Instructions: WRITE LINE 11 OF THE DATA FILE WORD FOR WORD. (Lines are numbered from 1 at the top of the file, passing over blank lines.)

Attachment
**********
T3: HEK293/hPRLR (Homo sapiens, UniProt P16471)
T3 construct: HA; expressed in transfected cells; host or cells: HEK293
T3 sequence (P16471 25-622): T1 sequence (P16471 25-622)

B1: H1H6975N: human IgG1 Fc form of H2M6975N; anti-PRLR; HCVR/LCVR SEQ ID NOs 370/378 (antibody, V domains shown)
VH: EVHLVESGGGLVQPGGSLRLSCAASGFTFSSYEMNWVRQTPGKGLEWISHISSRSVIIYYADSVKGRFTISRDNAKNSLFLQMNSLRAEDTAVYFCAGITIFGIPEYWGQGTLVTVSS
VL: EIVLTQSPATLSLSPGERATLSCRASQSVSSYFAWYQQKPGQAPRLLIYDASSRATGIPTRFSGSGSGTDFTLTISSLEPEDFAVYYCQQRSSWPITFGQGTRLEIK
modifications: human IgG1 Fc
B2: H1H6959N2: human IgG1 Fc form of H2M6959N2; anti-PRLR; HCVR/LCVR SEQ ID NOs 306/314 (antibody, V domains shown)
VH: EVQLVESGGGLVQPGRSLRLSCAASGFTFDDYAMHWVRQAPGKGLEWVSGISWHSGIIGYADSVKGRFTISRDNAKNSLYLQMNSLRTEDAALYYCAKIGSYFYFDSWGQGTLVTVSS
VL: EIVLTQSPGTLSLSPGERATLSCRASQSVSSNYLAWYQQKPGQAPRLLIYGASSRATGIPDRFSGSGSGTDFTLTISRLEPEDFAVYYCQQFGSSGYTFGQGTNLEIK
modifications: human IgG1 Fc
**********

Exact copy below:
modifications: human IgG1 Fc